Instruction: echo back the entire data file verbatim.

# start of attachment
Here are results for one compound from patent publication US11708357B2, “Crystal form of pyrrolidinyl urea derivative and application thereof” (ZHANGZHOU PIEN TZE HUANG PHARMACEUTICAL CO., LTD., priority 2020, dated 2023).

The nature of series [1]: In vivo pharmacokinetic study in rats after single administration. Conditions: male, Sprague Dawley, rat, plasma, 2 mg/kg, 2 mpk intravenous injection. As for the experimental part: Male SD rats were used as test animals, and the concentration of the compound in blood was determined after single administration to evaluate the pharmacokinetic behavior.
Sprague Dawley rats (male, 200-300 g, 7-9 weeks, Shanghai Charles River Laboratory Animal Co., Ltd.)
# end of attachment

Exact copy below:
Here are results for one compound from patent publication US11708357B2, “Crystal form of pyrrolidinyl urea derivative and application thereof” (ZHANGZHOU PIEN TZE HUANG PHARMACEUTICAL CO., LTD., priority 2020, dated 2023).

The nature of series [1]: In vivo pharmacokinetic study in rats after single administration. Conditions: male, Sprague Dawley, rat, plasma, 2 mg/kg, 2 mpk intravenous injection. As for the experimental part: Male SD rats were used as test animals, and the concentration of the compound in blood was determined after single administration to evaluate the pharmacokinetic behavior.
Sprague Dawley rats (male, 200-300 g, 7-9 weeks, Shanghai Charles River Laboratory Animal Co., Ltd.)